In order to claim you have to show that the landlord has not behaved reasonably, this will be a matter of fact and one upon which your specialist personal injury lawyer will advise you further.
The Fourth Part – Knowledge
This is an area of the claim that can be problematic for some claimants. In claims where the defect has previously been reported to the landlord this will be relatively straightforward.
Another straightforward situation is where the defect has previously been reported to an agent, servant or employee of the landlord, for example a property management agency as the landlord will be considered to have implied knowledge of the defect. Implied knowledge can also arise where an employee, servant or agent of the landlord visits the property and the defect was readily visible to the agent. In such circumstances it is implied the landlord knew of the defect by way of their servant’s knowledge.
The position becomes more difficult where neither the landlord nor his agents knew of the defect. In such circumstances an argument will need to be made that the landlord had imputed knowledge.
Imputed knowledge is based on the idea that if the landlord has a right to enter the property to carry out maintenance and repair, then as long as the landlord was able to exercise that right then they will be deemed to have knowledge of the defect, regardless of whether an inspection has occurred, as long as the defect would have been visible upon inspection.
The Fifth Part – That the breach caused loss
The final part of bringing a claim is demonstrating that the Landlords failure to take reasonable care is responsible for causing the injury and losses being claimed, whether this is personal injury or other financial losses such as loss of earnings.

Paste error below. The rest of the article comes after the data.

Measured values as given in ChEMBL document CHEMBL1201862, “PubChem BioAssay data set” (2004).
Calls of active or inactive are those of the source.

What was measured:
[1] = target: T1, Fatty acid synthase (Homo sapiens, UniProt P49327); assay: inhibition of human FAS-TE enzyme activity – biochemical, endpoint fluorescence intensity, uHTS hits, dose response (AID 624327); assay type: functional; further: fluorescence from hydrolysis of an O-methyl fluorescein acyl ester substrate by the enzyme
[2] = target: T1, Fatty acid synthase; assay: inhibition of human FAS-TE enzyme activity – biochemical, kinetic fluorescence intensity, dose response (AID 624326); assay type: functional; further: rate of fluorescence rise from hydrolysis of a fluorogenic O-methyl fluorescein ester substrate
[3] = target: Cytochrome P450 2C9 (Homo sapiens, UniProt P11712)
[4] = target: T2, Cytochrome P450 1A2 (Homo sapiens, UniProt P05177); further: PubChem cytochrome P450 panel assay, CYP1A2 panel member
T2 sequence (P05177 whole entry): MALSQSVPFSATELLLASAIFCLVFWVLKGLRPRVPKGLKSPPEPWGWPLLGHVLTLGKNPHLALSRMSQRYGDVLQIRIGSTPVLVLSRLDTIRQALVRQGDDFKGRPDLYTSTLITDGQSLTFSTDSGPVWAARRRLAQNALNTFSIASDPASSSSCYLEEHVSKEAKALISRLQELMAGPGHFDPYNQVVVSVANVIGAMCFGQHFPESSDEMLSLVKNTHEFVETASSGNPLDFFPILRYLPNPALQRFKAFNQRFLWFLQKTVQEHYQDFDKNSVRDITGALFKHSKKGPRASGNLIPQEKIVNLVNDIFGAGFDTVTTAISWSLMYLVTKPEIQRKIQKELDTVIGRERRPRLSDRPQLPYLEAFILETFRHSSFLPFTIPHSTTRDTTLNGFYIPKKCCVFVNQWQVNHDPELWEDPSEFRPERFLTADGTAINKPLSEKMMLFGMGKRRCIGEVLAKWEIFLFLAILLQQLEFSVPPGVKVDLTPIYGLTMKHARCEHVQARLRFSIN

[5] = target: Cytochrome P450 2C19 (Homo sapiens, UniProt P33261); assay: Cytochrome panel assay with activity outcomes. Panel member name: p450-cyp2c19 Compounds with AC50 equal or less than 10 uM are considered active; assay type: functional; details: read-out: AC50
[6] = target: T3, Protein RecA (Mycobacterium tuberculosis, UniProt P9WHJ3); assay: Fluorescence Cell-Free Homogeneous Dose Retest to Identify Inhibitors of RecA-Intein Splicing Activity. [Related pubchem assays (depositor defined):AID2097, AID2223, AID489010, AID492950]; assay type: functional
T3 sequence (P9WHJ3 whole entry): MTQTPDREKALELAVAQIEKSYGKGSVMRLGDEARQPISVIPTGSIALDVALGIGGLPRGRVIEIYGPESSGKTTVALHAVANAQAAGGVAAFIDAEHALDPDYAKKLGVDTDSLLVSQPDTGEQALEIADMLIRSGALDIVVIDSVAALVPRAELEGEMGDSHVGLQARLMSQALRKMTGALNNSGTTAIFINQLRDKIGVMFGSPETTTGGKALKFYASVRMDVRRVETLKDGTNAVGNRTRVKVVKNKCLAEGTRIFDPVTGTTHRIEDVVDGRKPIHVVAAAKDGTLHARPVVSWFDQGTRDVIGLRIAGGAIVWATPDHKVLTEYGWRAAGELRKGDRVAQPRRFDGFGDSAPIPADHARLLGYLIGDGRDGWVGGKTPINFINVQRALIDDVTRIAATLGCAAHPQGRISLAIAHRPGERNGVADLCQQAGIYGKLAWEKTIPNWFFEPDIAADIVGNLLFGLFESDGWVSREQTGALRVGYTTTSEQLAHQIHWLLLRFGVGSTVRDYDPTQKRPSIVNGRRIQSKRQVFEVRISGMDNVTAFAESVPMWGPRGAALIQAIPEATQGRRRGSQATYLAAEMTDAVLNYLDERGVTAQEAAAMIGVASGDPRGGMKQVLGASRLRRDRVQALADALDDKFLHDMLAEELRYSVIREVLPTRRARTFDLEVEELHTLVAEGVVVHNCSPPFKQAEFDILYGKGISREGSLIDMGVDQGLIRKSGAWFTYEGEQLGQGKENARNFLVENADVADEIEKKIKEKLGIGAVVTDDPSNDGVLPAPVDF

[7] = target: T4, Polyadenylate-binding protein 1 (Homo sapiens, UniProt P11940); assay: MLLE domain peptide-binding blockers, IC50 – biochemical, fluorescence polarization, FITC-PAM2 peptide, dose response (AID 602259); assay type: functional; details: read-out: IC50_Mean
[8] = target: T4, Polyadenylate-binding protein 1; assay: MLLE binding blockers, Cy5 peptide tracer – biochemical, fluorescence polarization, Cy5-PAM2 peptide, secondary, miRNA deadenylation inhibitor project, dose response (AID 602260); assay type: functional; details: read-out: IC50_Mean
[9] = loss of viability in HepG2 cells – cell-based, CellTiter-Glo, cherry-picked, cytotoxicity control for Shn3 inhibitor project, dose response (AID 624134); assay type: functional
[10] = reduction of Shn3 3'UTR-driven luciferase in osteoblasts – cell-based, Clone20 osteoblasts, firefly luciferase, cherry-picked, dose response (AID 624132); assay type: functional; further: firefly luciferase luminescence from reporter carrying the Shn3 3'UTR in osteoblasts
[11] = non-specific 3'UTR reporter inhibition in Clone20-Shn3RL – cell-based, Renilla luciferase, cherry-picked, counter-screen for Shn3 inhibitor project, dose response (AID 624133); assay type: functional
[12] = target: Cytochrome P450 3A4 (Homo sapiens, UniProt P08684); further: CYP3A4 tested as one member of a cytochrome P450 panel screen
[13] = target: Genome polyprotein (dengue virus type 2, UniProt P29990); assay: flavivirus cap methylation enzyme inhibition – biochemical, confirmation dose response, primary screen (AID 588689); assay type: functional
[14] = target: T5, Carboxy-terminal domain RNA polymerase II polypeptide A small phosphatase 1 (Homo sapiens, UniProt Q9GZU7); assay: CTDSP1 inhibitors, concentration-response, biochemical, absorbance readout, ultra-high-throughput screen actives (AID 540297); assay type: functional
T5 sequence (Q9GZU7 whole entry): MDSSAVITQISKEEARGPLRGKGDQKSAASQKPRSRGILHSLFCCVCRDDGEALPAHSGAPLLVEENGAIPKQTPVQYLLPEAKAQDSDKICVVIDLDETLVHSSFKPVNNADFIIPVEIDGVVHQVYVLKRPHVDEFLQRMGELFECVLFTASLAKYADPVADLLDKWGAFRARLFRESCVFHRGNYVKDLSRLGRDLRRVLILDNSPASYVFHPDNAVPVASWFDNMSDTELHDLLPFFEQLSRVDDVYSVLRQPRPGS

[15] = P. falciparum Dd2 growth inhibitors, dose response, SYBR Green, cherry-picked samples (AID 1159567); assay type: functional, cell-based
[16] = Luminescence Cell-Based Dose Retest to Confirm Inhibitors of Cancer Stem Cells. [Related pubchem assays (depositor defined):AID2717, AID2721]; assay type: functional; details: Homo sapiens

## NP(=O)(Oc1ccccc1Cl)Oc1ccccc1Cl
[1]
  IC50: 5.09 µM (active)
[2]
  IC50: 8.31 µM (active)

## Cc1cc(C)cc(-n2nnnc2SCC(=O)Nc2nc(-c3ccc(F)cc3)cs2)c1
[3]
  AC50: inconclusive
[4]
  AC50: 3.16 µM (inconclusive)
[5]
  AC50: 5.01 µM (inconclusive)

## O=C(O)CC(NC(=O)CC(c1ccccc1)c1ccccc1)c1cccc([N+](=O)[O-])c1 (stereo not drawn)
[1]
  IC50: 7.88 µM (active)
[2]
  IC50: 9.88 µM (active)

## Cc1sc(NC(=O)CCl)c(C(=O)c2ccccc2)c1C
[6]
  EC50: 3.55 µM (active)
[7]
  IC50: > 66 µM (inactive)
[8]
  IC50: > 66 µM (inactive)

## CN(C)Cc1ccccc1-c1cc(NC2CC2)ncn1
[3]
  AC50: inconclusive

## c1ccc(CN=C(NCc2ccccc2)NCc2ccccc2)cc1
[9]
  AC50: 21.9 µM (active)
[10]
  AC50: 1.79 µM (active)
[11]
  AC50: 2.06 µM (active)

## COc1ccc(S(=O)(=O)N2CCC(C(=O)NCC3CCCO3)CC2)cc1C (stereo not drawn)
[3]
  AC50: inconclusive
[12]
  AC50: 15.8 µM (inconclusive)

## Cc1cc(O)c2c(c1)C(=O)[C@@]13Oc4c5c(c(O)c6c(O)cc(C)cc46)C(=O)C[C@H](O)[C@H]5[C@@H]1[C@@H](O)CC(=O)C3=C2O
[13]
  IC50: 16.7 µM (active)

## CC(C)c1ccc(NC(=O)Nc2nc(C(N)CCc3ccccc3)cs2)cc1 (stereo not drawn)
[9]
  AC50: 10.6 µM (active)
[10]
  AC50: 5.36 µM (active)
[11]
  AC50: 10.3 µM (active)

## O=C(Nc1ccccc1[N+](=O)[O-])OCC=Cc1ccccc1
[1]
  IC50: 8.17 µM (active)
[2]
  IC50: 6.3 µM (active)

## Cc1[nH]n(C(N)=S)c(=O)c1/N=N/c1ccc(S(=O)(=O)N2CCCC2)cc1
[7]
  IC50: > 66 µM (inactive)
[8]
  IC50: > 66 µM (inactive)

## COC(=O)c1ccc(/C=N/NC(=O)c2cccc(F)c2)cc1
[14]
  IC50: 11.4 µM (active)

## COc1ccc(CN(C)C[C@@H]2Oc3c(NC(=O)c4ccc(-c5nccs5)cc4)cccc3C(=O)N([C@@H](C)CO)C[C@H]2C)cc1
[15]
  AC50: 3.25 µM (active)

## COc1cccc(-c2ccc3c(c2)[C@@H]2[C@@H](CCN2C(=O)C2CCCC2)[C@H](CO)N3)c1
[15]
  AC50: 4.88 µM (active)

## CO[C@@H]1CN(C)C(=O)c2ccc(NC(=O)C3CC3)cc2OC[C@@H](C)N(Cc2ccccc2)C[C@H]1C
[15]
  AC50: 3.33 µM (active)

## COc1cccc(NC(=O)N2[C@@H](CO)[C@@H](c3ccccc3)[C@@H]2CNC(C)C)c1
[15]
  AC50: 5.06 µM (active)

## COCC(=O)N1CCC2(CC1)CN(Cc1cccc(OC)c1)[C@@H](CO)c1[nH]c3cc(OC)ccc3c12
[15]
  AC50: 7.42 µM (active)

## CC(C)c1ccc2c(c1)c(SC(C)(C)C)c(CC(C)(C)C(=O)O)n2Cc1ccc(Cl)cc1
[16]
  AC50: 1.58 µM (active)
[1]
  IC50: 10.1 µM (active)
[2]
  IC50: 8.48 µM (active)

With personal injury this would seem straight forward, you slip on a wet floor with no warnings and fall breaking your wrist, it would seem obvious that the accident is the cause of your fractured wrist. But this becomes more complicated when before the accident you already had symptoms in your wrist or had underlying problems which you may not have even known about. Because of these complexities the court relies upon the opinion of independent medical experts as to what caused the injuries and how long they are likely to last.
If you have been injured in an accident it is important to seek medical advice as soon as possible to ensure you are getting the appropriate treatment for your injuries. In addition, as the medical expert will likely have sight of your records of attendance they will act as evidence as to the nature and extent of your symptoms and will help support your claim.
Because the court will rely upon the opinion of the medical expert it is important that the expert is aware of any previous health issues or accidents. In addition, as the expert will need to comment on whether any financial losses such as treatment received or time off work is due to the accident, it is important that you also discuss these with the medical expert.
Once the medical expert has provided their opinion as to whether the loss (time off work/treatment etc.) is as a result of the accident we will then need to collect evidence to calculate what each head of loss may be and your highly qualified and experienced lawyer will advise what is needed in respect of each head of loss you are looking to claim.